How to become an investor when you don’t even know where to begin with? How to make accessible the dark world of finance? How to empower the investor over the so many confusing intermediaries? Jean-Bernard Tanqueray is entrepreneur from the London fintech scene. He addresses those issues with his platform stripyourbanker.com, a marketplace that he defines as a family office for all, that is to say an outsourced solution of self-wealth management, just like the GPS of the DIY investing. What was his journey to Strip Your Banker? We interviewed him to know more about his company and how to grow a fintech start up.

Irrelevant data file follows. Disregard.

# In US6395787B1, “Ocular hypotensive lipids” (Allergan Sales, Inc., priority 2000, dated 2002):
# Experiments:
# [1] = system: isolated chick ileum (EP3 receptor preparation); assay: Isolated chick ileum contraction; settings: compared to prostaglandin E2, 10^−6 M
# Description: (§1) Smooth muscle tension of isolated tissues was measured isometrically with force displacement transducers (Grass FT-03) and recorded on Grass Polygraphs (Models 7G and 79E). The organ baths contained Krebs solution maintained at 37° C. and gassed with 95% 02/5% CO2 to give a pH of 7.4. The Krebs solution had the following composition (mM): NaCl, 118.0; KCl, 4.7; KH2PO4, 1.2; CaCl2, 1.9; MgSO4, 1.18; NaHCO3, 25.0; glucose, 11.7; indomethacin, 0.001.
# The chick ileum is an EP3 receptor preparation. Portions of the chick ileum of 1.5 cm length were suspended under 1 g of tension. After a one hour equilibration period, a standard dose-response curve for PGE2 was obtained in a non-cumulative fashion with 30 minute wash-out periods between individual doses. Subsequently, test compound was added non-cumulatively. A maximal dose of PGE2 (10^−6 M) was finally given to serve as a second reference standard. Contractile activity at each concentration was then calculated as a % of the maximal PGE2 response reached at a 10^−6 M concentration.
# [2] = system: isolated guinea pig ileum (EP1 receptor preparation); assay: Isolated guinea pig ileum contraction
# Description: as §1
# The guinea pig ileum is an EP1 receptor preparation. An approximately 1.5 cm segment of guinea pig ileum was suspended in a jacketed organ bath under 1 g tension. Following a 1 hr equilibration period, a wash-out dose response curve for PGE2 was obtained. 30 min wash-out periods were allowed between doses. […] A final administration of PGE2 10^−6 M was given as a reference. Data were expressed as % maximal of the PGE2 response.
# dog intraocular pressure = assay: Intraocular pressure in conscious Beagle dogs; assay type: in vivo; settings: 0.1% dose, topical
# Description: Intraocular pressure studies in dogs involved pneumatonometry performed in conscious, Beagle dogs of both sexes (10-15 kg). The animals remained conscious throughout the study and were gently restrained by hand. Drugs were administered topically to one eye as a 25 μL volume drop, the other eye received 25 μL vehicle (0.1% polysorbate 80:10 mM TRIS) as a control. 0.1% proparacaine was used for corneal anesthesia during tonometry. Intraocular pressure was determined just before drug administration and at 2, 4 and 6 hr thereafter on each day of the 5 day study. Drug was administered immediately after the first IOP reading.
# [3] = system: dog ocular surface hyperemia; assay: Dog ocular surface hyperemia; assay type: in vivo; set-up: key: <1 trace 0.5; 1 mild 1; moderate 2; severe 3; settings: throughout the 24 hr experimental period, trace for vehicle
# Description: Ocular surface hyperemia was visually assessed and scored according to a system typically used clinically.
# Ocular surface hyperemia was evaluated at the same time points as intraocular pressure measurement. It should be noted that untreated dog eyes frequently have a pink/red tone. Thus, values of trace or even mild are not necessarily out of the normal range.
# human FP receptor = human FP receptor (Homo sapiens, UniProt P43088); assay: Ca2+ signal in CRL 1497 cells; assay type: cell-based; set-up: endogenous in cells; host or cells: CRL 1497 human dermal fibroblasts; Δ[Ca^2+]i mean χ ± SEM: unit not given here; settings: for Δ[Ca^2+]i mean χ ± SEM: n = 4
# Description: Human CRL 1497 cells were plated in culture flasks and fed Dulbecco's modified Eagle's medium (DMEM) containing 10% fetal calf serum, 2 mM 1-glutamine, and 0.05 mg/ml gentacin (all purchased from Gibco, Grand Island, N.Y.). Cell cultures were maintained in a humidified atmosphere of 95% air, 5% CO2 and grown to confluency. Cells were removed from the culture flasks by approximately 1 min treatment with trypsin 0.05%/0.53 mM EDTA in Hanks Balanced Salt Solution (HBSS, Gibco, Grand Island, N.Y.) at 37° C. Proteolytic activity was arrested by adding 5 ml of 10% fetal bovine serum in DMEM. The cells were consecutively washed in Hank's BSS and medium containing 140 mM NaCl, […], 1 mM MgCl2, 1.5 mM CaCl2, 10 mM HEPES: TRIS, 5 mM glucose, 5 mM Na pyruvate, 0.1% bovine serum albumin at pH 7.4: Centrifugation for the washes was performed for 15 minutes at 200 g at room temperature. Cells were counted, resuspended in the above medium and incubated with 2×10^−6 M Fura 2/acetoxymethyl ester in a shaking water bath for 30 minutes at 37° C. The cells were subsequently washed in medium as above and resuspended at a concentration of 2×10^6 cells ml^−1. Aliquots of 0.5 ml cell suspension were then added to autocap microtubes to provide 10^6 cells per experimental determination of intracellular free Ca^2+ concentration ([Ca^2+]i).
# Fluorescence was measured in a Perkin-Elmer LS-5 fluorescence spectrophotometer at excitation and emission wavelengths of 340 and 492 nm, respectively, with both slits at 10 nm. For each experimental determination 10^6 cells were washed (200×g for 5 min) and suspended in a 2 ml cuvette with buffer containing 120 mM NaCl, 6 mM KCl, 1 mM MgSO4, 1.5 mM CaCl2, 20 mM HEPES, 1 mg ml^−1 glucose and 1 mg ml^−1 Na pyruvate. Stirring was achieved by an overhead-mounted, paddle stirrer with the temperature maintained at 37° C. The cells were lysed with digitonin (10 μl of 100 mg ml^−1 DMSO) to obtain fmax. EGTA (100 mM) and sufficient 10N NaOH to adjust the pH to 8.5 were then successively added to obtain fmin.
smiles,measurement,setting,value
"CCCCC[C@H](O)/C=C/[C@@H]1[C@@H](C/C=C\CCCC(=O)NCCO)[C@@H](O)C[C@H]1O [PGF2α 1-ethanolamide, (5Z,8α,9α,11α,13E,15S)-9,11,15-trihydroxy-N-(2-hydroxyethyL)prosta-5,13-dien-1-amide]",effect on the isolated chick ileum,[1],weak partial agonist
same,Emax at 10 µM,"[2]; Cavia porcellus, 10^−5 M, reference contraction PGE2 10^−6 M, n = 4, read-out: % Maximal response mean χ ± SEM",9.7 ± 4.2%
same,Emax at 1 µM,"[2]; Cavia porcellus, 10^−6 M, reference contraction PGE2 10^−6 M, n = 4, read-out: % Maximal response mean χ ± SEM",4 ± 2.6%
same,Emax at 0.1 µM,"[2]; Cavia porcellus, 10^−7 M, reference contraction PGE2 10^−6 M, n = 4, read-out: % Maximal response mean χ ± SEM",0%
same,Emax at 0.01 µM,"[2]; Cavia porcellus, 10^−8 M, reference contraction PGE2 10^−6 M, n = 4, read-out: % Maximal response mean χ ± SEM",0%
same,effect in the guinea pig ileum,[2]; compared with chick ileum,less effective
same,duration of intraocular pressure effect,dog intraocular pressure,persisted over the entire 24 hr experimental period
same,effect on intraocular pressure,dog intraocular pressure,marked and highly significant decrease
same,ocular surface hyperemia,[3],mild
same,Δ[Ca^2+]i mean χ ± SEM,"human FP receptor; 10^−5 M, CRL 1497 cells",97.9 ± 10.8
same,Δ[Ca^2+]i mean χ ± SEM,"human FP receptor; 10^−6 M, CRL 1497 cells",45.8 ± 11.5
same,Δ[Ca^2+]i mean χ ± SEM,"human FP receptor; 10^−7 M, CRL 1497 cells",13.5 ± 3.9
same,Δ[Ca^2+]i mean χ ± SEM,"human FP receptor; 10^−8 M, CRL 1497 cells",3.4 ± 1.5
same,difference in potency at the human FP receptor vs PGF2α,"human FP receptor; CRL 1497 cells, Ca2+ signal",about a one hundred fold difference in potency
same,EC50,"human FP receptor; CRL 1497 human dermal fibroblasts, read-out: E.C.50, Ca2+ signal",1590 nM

Tell us a bit about Strip Your Banker (SYB) concept and the company’s history.
If you want to invest your money nowadays, you’ve got a very plethoric offer: going and seeing your banker, trying robo-advisers, meeting wealth managers, choosing independent advisors. You have to spend a lot of time choosing the best offer for you.
The startup stripyourbanker.com is an investment marketplace that filters investment supply according to the specified needs of the user. It connects the right investors to the right people and funds, with a personalised approach, which could be described as a family office in the cloud. SYB smart platform is based on a specific algorithm that takes into account anyone’s financial situation, lifestyle and goals for the future. Another key point is that users fully retain control: we guide, they decide. All is transparent.
Who is your target?